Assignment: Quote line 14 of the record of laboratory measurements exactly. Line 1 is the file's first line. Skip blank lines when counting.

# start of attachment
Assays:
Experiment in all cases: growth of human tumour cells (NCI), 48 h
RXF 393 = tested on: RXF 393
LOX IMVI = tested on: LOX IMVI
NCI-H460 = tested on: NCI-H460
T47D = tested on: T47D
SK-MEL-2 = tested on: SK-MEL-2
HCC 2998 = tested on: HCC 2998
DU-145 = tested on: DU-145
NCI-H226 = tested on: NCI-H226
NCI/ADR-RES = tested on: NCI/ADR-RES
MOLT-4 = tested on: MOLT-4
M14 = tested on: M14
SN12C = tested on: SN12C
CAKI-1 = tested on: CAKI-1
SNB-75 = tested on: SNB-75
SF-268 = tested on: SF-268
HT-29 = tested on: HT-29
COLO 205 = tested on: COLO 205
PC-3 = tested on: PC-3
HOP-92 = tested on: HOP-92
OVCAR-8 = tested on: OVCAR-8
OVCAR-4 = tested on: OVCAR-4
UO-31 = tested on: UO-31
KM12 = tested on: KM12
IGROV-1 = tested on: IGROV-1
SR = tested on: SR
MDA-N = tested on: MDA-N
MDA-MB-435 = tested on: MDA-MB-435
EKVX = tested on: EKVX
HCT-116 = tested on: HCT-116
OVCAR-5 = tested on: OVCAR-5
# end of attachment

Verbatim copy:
SN12C = tested on: SN12C